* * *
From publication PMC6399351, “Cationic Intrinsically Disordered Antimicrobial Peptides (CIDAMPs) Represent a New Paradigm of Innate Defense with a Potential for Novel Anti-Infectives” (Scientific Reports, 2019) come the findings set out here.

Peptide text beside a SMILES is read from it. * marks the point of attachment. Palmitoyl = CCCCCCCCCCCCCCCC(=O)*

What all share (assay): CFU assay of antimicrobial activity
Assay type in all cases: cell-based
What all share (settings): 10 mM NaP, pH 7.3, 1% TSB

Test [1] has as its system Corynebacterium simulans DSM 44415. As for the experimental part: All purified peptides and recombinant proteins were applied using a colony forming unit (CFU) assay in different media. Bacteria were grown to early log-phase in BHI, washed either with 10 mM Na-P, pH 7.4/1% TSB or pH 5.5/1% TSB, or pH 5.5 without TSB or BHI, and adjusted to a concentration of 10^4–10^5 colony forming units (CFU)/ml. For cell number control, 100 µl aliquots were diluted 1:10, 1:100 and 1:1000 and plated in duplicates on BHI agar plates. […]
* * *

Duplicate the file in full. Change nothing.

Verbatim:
From publication PMC6399351, “Cationic Intrinsically Disordered Antimicrobial Peptides (CIDAMPs) Represent a New Paradigm of Innate Defense with a Potential for Novel Anti-Infectives” (Scientific Reports, 2019) come the findings set out here.

Peptide text beside a SMILES is read from it. * marks the point of attachment. Palmitoyl = CCCCCCCCCCCCCCCC(=O)*

What all share (assay): CFU assay of antimicrobial activity
Assay type in all cases: cell-based
What all share (settings): 10 mM NaP, pH 7.3, 1% TSB

Test [1] has as its system Corynebacterium simulans DSM 44415. As for the experimental part: All purified peptides and recombinant proteins were applied using a colony forming unit (CFU) assay in different media. Bacteria were grown to early log-phase in BHI, washed either with 10 mM Na-P, pH 7.4/1% TSB or pH 5.5/1% TSB, or pH 5.5 without TSB or BHI, and adjusted to a concentration of 10^4–10^5 colony forming units (CFU)/ml. For cell number control, 100 µl aliquots were diluted 1:10, 1:100 and 1:1000 and plated in duplicates on BHI agar plates. […]